- Lepismium houlletianum (Lem.) Barthlott: has creamy-white flowers with reddish bases to the stamens, giving the flower a coloured throat. Distribution: Argentina, Brazil and (maybe) Bolivia.
- Lepismium houlletianum var. regnellii (G.Lindb.) Barthlott & N.P.Taylor: This form has plain creamy flowers, the stamens lacking reddish colouration. Distribution: Minas Gerais, Brazil.
Bibliography: Major references and further lectures
1) Nathaniel Lord Britton, Joseph Nelson Rose “Cactaceae: Descriptions and Illustrations of Plants of the Cactus Family” vol. 4 The Carnegie Institution of Washington, Washington 1923
2) Taylor, N.P., Zappi, D. & Braun, P. 2013. Lepismium houlletianum. The IUCN Red List of Threatened Species 2013: e.T46521A3007880. http://dx.doi.org/10.2305/IUCN.UK.2013-1.RLTS.T46521A3007880.en. Downloaded on 13 April 2016.
3) Stuart Max Walters “The European Garden Flora: Dicotyledons (Part I)” Cambridge University Press, 1989
4) Edward F. Anderson “The Cactus Family” Timber Press, 2001
5) Erik Haustein “Der Kosmos-Kakteenführer: Bestimmung, Pflege, Vermehrung. Über 490 Kakteenarte” Franckh-Kosmos, 1998
6) Hecht, “BLV Handbuch der Kakteen”, 1982
7) Taylor, N.P. and Zappi, D.C. “Cacti of Eastern Brazil.” Royal Botanic Gardens, Kew. 2004.
8) David Hunt, Nigel Taylor “The New Cactus Lexicon” DH Books, 2006
9) “Gardeners Chronicle & New Horticulturist” Haymarket Publishing, 1962
10) Clive Innes “Complete Handbook of Cacti and Succulents” Van Nostrand Reinhold Company, 01 December 1981
11) Backeberg C., “Die Cactaceae”, 2: 670-680, 1959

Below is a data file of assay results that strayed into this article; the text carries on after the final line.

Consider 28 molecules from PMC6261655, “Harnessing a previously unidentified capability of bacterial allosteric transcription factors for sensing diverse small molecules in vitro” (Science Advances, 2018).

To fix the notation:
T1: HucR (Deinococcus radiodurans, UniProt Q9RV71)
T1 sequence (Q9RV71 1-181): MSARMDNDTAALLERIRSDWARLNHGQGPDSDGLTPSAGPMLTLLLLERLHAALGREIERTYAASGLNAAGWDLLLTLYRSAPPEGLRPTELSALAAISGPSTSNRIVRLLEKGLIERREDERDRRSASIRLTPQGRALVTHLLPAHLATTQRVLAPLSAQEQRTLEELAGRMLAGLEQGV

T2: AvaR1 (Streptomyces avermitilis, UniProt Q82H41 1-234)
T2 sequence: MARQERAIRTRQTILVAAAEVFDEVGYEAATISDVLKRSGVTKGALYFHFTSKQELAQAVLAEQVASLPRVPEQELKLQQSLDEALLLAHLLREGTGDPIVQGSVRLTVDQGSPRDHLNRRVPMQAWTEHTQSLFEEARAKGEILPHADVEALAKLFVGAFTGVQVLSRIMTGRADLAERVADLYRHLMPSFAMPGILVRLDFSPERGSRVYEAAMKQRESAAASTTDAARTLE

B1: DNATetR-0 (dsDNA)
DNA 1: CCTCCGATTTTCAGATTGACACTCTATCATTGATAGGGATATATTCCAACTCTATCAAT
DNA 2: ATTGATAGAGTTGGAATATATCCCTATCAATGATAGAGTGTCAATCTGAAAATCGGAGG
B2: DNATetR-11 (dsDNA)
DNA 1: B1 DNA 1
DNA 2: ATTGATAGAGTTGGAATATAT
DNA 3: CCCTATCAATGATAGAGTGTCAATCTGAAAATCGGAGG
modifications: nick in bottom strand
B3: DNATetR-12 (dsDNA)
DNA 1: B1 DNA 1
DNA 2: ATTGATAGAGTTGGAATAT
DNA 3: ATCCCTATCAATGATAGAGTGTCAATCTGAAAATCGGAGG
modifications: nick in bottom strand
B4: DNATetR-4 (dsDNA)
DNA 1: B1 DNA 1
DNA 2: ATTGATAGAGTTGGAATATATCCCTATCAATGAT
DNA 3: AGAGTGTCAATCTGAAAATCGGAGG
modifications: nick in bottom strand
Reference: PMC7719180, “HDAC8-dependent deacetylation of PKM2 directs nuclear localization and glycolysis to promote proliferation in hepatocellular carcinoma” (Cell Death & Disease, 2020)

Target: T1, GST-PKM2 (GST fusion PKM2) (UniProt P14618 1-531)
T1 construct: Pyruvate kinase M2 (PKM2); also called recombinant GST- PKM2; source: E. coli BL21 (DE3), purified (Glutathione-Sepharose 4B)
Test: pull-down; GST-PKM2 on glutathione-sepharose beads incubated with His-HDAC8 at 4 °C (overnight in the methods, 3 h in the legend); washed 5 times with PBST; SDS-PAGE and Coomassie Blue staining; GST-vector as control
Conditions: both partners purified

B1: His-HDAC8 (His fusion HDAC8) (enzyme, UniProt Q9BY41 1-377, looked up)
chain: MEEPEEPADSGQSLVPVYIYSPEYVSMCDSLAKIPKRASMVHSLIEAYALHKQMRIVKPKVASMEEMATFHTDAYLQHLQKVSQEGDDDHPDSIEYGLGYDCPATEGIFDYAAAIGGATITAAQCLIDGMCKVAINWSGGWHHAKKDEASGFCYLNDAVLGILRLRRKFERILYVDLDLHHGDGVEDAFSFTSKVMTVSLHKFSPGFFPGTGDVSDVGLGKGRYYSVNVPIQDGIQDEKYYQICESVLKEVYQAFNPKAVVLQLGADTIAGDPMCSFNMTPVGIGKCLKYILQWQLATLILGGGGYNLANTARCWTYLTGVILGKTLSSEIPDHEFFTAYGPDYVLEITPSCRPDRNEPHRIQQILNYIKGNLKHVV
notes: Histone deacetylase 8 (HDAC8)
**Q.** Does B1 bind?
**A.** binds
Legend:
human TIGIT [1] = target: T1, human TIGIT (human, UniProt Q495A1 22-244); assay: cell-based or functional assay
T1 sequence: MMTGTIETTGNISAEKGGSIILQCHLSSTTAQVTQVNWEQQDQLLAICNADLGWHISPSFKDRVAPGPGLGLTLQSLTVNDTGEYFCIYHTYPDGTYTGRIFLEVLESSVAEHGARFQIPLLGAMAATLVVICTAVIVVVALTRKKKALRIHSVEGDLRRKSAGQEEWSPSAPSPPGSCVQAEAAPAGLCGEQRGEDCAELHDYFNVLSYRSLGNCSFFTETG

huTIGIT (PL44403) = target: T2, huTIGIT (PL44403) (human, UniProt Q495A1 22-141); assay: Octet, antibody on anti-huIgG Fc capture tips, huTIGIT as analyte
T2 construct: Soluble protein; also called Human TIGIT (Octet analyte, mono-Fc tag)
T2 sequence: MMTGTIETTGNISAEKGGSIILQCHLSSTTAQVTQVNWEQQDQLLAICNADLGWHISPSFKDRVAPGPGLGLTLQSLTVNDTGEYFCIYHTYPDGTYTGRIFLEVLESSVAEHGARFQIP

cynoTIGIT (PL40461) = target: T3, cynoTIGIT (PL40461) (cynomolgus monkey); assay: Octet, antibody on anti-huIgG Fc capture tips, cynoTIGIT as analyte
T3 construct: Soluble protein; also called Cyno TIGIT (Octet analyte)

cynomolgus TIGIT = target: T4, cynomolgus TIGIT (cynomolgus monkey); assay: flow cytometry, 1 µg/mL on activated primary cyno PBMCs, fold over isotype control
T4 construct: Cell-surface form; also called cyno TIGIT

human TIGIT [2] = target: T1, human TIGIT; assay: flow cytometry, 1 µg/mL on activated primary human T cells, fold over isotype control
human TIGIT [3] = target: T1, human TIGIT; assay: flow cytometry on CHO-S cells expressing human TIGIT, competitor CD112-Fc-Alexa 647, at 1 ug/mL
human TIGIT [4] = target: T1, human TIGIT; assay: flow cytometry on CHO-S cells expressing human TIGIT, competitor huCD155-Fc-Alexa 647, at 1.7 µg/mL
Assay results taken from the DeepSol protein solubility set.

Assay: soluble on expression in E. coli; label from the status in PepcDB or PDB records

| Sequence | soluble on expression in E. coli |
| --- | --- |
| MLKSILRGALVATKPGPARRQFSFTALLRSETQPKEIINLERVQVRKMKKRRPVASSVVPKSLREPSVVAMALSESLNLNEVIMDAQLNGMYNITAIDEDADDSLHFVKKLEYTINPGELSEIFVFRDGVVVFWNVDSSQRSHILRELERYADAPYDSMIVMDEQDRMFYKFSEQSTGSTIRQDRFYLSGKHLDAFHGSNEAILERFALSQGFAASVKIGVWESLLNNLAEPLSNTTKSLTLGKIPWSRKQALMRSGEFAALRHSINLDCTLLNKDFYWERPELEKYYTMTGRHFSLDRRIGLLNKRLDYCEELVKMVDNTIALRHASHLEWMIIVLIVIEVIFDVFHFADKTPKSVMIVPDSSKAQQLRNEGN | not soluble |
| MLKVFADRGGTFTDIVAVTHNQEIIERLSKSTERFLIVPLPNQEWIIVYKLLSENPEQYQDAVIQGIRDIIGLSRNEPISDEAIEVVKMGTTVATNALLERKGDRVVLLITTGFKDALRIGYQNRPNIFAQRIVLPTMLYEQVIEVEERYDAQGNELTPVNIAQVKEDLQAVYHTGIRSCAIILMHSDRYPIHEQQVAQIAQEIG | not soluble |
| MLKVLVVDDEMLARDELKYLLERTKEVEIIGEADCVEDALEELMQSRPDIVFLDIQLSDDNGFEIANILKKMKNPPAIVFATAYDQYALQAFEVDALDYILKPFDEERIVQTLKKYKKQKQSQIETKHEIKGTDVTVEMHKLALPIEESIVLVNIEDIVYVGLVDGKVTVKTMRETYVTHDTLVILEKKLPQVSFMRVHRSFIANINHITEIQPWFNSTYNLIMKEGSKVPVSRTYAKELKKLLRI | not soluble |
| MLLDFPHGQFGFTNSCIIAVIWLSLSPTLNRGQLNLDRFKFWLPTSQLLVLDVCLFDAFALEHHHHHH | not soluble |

12) Barthlott W., “New names in Rhipsalidinae (Cactaceae)”, Bradleya,: 97-100, 1987
Cultivation and Propagation: Lepismium houlletianum is among the easiest to cultivate epiphytic cacti and tolerates neglect. This cactus, being a native of the forests of Western Brazil, naturally requires different treatment from the desert cacti. It can grow up to 180 cm long when staked; it can also be grown in a hanging basket, which is more natural since it is an epiphyte. This cactus is green under ideal growing conditions but blushes red when stressed. Give it more heat or cold, less water or fewer nutrients, and you'll get that beautiful hue.
Exposure: This plant prefers dappled shade.
Watering: It requires ample water (more than other cacti) during spring and fall, but allow soil to dry slightly between waterings. Then stress the plant in winter and summer to encourage it to redden. Mist it occasionally, year-round, unless you live where humidity is high.
Soil: These cacti won't want a normal cactus soil but will prefer to be in a soil largely composed of organic material, such as peat, sphagnum moss or leaf-soil, kept open by plenty of sharp sand or pumice grit. This type of soil would normally be used for orchids, bromeliads or other epiphytic plants. Regular potting soil is also fine as long as it drains well. PH, preferably about 5.5 to 6.0.
Fertilization: It will want occasional doses of dilute fertilizer. Generally it is not suggested the use of manure for cacti, but in this case the addition of a quantity of old cow manure is beneficial and produces luxuriant growth.
Hardiness: Lepismium houlletianum is not frost-hardy and won't tolerate desert heat, but it thrives in coastal gardens. It needs night-time temperatures no cooler than 5° C, especially in the winter. In summer it need warm but not hot temperatures, preferably under 27° C. As it flowers during winter it should not be dried off like desert cacti but needs watering throughout the season. A resting period is not needed.
Uses: Grow lepismium in a flat-backed pot against a light-coloured wall to show off the plant's striking color and spider-like explosion of scalloped leaves. Or use it as a cascading element of a potted composition with other succulents. These forest cacti tend to be long lived.
Special requirements: These plants bloom profusely if grown in an even, high temperature, but significantly less if the temperature fluctuates between 4°C and 18°C. They drop their buds easily if they are moved. Once flower buds have formed, do not move the plant, as slight changes in environment may cause the buds to drop.
Propagation: Stem cuttings. This plant can also be propagated from seed.
|Back to Rhipsalis index|
|Back to Cactaceae index|
|Back to Cacti Encyclopedia index|